Regarding “A Description of the Lakes”

A red, gold-lettered text titled “The English Lakes” and looking more like something better found in a library than in the backpack of a traveller, Harriet Martineau’s A Description of the English Lakes was published in 1858 by London’s Simpkin, Marshall, though earlier editions bearing the name A Complete Guide to the English Lakes were previously published by John Garnett in Windermere and Whittaker and Co. in London. A local publisher, John Garnett “persuaded Martineau to publish the first in a series of guides to the Lake District” (Easley 301), and the success of 1854’s Guide to Windermere led to the production of A Complete Guide to the English Lakes in 1855 (301), which provided the material that would eventually become A Description of the English Lakes. Along with Martineau’s graceful writing, A Description of the English Lakes also includes illustrations by way of W.J. Linton’s woodcarvings. With her travel book, Martineau states that her goal as both writer and guide was to bring into this work a sense of completeness that would allow even those who had not yet visited the Lakes, and perhaps even those who had no desire to, a glimpse into the life and beauty that so stirred the passions of so many thinkers, artists and writers like Martineau (2). Naturally, the book was also intended to be of service to those who actually would visit the area, and so is filled with the kind of detail you hope from a travel guide: memorable spots for sight-seeing, glimpses into local lore and scientific details of the natural landscape.

Of the text, Easley notes something of interest: it is self-promotional, especially in how Martineau “[fuses] her identity with the landscape of the Lake District” (293) and centres herself as a literary point of interest. Indeed,

Martineau, like Wordsworth, made the literary focus of her guidebook even more transparent by including her own name on the title page and integrating a variety of literary references to the region. Thus, Martineau’s homes, writings, and social relations form part of the guidebook’s appeal.  (302)

Easley believes that Martineau “may also have intended to capitalize on her celebrity as a marketing strategy for selling her guide” (302) in a way that is both similar to and competitive with another prominent figure of the Lake District, William Wordsworth, and her guide even competed with his own for sales. Martineau’s goal, to Easley, was to establish herself as a literary figure in the Lake District, and one that rivalled the fame of William Wordsworth. (302) Such an act is of particular aggression and decidedly masculine in how it seeks to exert dominance; furthermore, I would argue that such a reading of the book’s history invites the suggestion that, through its attack on Wordsworth. there is an aspect of aggression against patriarchal authority that informs Martineau’s travel text.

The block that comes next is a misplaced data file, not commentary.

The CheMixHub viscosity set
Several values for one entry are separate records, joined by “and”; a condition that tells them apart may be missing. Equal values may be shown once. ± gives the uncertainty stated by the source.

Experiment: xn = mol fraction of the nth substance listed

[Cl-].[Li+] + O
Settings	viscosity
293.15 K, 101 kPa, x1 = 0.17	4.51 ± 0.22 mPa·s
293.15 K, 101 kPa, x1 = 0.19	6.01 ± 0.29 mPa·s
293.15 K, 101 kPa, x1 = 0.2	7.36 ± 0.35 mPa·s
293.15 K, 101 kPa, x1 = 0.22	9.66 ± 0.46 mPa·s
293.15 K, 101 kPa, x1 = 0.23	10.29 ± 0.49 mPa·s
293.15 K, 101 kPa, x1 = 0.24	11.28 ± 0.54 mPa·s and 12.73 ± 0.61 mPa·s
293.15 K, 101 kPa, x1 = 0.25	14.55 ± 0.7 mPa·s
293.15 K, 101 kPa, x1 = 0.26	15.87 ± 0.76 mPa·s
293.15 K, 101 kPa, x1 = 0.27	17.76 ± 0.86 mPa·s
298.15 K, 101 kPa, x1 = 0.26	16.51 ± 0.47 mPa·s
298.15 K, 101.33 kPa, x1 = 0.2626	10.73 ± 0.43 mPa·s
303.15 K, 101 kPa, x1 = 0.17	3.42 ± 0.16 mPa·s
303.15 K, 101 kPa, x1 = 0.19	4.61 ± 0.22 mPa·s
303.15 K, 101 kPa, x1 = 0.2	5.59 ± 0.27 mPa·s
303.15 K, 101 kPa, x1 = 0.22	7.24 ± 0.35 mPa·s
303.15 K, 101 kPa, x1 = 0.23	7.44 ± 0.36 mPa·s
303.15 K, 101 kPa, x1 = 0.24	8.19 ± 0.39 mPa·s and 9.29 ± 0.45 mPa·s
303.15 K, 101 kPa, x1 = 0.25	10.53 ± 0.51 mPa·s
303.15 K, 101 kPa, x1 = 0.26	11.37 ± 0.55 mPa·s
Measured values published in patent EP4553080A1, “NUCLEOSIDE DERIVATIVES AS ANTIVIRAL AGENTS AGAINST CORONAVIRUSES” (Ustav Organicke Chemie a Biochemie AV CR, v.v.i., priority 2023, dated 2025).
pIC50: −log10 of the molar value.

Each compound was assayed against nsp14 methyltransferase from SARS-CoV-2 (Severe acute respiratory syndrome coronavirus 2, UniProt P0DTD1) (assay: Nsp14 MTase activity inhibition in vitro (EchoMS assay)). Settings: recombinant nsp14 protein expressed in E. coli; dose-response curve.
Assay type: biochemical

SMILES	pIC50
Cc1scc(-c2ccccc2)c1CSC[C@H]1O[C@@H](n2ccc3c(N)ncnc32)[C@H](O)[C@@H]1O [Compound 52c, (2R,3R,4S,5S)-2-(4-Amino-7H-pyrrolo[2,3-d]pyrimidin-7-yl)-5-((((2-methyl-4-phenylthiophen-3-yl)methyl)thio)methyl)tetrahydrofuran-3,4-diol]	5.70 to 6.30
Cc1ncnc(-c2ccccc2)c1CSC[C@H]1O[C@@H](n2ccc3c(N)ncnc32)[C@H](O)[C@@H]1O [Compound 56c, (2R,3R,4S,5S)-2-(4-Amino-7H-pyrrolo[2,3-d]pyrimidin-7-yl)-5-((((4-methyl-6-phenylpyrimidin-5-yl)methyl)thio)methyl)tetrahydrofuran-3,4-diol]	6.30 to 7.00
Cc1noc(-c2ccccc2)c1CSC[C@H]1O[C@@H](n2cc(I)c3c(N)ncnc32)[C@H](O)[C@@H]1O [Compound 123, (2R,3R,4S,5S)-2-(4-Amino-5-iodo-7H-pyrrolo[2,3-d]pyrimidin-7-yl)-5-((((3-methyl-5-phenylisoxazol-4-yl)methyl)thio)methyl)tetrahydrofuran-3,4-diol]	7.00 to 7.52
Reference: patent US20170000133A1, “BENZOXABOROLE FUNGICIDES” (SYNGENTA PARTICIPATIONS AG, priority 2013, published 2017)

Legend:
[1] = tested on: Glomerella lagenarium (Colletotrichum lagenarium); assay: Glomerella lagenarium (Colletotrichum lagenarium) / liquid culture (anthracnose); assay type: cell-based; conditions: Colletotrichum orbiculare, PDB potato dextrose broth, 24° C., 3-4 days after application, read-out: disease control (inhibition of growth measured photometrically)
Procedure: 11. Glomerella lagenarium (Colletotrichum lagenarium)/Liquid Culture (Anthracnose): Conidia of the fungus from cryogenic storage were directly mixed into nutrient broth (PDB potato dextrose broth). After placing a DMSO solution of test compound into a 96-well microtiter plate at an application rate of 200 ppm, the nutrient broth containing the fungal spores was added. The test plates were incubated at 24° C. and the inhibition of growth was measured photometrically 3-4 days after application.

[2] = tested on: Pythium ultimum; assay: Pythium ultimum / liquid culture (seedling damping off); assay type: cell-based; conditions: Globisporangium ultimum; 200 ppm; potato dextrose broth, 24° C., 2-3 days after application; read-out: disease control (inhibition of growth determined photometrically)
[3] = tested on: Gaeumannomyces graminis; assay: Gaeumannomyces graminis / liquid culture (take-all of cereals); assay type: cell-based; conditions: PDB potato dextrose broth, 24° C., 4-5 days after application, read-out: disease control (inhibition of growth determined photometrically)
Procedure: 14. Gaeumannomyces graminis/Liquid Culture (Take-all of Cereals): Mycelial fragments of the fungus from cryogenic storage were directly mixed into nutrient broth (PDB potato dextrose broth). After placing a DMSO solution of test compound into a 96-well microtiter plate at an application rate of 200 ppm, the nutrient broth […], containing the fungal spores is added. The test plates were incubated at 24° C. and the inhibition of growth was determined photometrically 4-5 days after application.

Further, while the work itself — a travel guide — is not unusual or interesting, it is perhaps the production of the work by Martineau that is most so. Martineau was deaf, and was, too, without smell and taste, leaving her without full use of all her senses. Arguably, this would make her a less adequate guide than another. Adding to the matter, she was also female and thus, in the genderized Victorian era, a figure that was inherently lacking in authority. Yet, despite these hinderances, the authority as a guide was hers to assume, and the work itself, despite being a travel guide, can be shown to reflect in its narrative the elements of disability and gender that empowered Martineau’s defiant ascension from a shy young woman in turmoil to a widely-recognized and prolific writer that gained much respect and admiration from her peers.

 

Works Cited

  1. Easley, Alexis. “The Woman of Letters at Home.” Victorian Literature and Culture 31.1 (2006): 291-310. JSTOR.Web. 3 Apr. 2014.
  2. Martineau, Harriet. A Complete Guide to the English Lakes. London: Whitaker and Co, 1855. Internet Archive. Web. 1 Apr. 2014.

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